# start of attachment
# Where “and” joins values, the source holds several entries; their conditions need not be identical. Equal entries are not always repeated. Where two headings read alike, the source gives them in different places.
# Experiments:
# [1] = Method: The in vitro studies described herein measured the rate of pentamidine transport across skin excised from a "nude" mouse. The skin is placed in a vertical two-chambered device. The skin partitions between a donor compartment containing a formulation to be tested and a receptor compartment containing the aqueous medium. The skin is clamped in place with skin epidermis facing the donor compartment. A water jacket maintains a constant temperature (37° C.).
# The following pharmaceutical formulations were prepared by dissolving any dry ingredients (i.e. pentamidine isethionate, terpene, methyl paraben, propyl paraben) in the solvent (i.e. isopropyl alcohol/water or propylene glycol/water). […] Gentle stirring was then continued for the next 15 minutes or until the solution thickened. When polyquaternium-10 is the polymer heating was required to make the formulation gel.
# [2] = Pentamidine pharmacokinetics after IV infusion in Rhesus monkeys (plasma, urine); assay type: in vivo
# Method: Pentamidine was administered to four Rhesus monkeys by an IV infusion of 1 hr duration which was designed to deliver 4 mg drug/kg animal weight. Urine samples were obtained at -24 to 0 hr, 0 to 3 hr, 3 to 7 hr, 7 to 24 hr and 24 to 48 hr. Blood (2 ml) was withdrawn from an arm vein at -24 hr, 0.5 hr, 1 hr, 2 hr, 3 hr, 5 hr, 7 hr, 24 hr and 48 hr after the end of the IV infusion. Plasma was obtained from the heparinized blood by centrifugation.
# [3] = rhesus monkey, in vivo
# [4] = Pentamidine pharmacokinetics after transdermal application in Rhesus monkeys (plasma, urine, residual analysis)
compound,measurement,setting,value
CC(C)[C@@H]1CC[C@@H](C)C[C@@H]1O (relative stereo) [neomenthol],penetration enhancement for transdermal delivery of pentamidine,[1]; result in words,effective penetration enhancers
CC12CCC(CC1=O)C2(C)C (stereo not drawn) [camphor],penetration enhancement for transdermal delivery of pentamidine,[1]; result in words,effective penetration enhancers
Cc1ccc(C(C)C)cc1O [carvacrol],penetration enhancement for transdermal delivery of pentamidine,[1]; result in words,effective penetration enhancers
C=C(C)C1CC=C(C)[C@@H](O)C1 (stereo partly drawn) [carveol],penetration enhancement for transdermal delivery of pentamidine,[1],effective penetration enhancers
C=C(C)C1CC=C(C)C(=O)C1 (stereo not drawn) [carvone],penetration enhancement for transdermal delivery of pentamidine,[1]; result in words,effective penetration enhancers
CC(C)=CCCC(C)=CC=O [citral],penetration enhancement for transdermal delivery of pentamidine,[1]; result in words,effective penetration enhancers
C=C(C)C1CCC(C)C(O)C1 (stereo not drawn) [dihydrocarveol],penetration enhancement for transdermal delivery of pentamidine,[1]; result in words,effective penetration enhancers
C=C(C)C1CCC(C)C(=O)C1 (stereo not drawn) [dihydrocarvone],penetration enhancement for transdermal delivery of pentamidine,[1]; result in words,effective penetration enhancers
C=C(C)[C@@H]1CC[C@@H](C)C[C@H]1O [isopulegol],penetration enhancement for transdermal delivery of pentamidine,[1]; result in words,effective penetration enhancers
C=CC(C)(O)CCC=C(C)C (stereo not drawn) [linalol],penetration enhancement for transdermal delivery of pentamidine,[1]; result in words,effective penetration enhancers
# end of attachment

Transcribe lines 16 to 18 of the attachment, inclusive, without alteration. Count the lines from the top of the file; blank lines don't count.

C=C(C)C1CCC(C)C(O)C1 (stereo not drawn) [dihydrocarveol],penetration enhancement for transdermal delivery of pentamidine,[1]; result in words,effective penetration enhancers
C=C(C)C1CCC(C)C(=O)C1 (stereo not drawn) [dihydrocarvone],penetration enhancement for transdermal delivery of pentamidine,[1]; result in words,effective penetration enhancers
C=C(C)[C@@H]1CC[C@@H](C)C[C@H]1O [isopulegol],penetration enhancement for transdermal delivery of pentamidine,[1]; result in words,effective penetration enhancers